Franklin D. Raines is Executive Chairman and co-founder of XAPPmedia. In that role he provides strategic guidance, assists in marketing and fundraising, and leads the board in oversight of the management team.
He is the retired Chairman and CEO (1999 to 2004) of Fannie Mae, the biggest U.S. home mortgage lender. He was vice chairman from 1991 to 1996. Fannie Mae has assets of $924 billion and is the second largest financial institution after Citigroup in the U.S.
In 2004, Franklin Raines, was forced out as Fannie Mae's leader after regulators concluded the company had manipulated its accounting, spurring a loss of about $30 billion in market value.
Franklin Raines is one of just a few African-American to become CEO of a Fortune 500 company.
Raines worked for 11 years at investment banking firm Lazard Freres and Co., where he was a general partner providing financial advice to public and private clients.
Raines served in the Administration of President Jimmy Carter as Assistant Director of the White House Domestic Council and Associate Director of the Office of Management and Budget from 1977-1979. He served in the Cabinet of President Bill Clinton from 1996 to 1998 as the Director of the Office of Management and Budget. In that role he led negotiations with Congress that resulted in the first balanced federal budget in thirty years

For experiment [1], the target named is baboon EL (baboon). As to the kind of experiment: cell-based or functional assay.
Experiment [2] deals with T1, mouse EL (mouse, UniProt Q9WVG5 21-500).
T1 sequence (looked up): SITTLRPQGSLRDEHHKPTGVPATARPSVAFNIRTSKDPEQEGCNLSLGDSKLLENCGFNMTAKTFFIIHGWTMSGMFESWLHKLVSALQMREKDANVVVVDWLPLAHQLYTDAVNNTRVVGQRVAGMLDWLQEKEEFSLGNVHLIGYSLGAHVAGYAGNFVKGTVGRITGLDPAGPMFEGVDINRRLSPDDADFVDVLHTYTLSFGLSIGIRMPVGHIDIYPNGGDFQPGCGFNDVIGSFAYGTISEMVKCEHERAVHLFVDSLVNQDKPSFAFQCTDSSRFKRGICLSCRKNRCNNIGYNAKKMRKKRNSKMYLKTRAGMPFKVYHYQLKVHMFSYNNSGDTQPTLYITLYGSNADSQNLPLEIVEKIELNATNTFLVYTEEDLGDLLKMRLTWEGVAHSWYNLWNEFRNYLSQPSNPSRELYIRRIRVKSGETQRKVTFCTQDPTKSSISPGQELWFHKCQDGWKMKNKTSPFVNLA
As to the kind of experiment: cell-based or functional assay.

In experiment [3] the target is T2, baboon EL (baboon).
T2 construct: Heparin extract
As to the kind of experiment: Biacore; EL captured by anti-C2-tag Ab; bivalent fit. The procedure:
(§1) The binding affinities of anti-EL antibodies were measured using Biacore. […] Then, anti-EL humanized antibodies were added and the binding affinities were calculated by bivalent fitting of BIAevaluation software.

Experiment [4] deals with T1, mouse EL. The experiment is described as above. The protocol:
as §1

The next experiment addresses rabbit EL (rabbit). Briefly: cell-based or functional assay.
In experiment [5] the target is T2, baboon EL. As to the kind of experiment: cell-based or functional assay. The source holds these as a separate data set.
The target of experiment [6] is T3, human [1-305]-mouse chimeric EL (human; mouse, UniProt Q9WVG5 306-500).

Frank Raines grew up in Seattle, Washington. He attended public schools, graduated from Franklin High School, and graduated magna cum laude from Harvard College in 1971. He attended Oxford University in England as a Rhodes Scholar and graduated from the Harvard Law School, cum laude, in 1976. He has received honorary doctorate degrees from Howard University, Lafayette College, Amherst College, the University of Maryland, and the University of Puget Sound. He is also the recipient of the Harvard Medal. He has been elected as a Fellow of the American Academy of Arts and Sciences and the Academy of Social Insurance and as a member of the Trilateral Commission and the Council on Foreign Relations.